Nuria AndorràThe beating of the earth

Interviews 11.02.2022

A contemporary percussionist and exceptional improviser, Nuria Andorrà has been searching for her own language ever since she was a child and discovered with amazement the vital and energetic sound universe that percussion opened up in her body. "I feel the vibration in my stomach," she says at one point in the interview. Artistic director of the MontMusic festival and percussion teacher at the Reus Conservatory, Nuria Andorrà is interested in the interdisciplinary, where body, image and sound come together to offer a singular and untransmissible emotion. Recently awarded the Alicia Prize by the Catalan Academy of Music 2021, she is considered one of the best improvisers in Europe today. Nuria Andorrà has also collaborated with artists such as Carles Santos, Hector Parra, Fred Frith and Joëlle Léandre, among others. 

As a child you were not amazed by the piano, but by percussion.
I was a restless child and when I discovered percussion, a whole world opened up for me.

With time, did you understand this first emotion before the world of percussion?
I think I was touched by the most original essence. I felt the vibration in my stomach. It filled me up. Before the arrival of other instruments, I imagine that in the beginning there was percussion, that human beings started to beat and sing, before anything else, right?

Yes, there is something atavistic and telluric about percussion. Looking at the present, would you say that there is a boom in the world of percussion led by women?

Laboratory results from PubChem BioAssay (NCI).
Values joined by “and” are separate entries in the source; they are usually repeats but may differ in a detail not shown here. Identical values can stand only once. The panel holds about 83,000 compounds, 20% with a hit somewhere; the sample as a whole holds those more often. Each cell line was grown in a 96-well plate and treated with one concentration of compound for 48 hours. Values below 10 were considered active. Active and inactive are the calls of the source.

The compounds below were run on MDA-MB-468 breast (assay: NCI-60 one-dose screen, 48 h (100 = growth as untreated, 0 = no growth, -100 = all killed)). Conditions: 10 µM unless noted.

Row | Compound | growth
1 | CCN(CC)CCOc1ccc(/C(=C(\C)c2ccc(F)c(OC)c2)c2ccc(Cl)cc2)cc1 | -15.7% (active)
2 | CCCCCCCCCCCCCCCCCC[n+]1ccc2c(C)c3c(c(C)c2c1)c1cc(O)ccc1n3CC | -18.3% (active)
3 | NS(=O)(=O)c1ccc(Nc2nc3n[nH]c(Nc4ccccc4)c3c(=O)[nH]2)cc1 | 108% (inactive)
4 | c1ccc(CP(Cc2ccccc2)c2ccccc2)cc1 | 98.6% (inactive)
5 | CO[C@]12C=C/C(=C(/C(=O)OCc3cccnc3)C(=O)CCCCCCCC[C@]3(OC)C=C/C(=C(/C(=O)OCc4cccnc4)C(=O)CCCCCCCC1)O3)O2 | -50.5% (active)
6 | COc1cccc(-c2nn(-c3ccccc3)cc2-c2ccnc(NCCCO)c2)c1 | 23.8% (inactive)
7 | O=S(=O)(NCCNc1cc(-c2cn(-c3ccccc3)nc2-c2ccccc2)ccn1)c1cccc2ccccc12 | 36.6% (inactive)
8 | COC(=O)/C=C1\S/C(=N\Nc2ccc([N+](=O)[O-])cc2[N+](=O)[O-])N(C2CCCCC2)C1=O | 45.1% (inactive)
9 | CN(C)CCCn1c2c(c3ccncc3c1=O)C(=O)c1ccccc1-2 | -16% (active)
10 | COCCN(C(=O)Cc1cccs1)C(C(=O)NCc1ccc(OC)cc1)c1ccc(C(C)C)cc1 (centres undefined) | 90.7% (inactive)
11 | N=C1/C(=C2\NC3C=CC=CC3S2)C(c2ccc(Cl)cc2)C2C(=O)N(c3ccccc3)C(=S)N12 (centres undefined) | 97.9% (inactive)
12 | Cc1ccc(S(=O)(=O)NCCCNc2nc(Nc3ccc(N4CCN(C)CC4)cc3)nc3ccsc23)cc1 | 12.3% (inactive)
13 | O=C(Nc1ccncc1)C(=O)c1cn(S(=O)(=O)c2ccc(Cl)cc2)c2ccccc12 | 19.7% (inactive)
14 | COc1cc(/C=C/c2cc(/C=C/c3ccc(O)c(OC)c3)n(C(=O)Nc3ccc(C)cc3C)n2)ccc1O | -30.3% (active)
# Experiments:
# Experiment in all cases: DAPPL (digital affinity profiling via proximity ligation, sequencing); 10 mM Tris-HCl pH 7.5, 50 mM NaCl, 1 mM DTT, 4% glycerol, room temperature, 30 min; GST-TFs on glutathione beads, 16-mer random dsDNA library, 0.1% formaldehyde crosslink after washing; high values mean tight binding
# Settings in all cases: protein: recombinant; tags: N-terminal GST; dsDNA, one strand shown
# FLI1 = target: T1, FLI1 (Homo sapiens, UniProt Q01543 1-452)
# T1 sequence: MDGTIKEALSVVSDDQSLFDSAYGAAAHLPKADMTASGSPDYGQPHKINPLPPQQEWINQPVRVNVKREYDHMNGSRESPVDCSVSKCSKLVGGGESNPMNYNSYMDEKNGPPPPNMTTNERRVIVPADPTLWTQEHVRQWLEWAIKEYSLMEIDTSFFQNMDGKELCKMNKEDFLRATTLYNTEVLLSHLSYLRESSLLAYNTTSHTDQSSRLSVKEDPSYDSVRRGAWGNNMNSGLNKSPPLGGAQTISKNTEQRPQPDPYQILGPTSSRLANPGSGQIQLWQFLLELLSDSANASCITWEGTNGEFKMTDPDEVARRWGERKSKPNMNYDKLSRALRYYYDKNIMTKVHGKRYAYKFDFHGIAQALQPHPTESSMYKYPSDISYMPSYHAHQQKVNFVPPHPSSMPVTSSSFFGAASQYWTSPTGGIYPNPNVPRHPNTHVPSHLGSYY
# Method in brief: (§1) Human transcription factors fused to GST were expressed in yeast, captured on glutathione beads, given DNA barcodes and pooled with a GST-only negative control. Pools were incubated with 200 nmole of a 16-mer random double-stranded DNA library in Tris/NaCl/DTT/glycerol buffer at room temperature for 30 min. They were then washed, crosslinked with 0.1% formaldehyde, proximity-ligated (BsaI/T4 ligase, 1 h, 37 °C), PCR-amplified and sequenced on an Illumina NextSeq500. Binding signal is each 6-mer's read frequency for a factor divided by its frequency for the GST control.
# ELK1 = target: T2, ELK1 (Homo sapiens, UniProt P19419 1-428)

Maybe, it's possible, although I think we're going backwards, there's a regression. I look at music student classes and I think that today there should be parity, but I don't see it. 

So you don't think we can talk about a current movement?
It's perhaps a pendulum movement. There is no study or analysis, but I have the feeling, yes, that there are not enough models.

You are an artist, percussionist, teacher, researcher and even festival director. How do all these facets intertwine? What unites them?
Some facets are militant and all are intertwined. For example, I see pedagogy as an egalitarian transmission of knowledge. I do not believe in the authoritarian role of the teacher. In fact, for me it is a vital anchor and that is why I teach in an academy. Research is a dialogue of enrichment with other artists, because in the contemporary environment there is a lot of room for research. An artist like me aims to go on stage and surround herself with other musicians who are as competent or more competent than I am, seeking interrelation and interdisciplinarity to create the same emotion, the same feeling.

You teach contemporary improvisation. But how do you teach it?
There is already a language based on structures or on the resistance of the material, with its philosophy on when to intervene and when not to, etc. In addition, there are a series of elements which come into play during improvisation, such as listening, for example. In addition, there are a series of elements that come into play during improvisation, such as listening, for example. In fact, listening is rarely taught, yet there is a tendency to over-teach the score. We don't offer the student the resources that would allow him to self-regulate and be his own guide. In improvisation, it is important to develop listening, interaction with others and knowing how to react in real time on stage.   

Like a conversation?
It is indeed a conversation, in which a creative process develops, a shaking that spreads. We start talking about spring and end up reflecting on the body. Moreover, being in real time on stage, it requires the audience to participate and be attentive to what is happening, to listen and discover where the violin melody will move, when it will merge with the percussion, etc. A dialogue full of nuances in which, for example, the percussion does not only accompany but also creates the melody.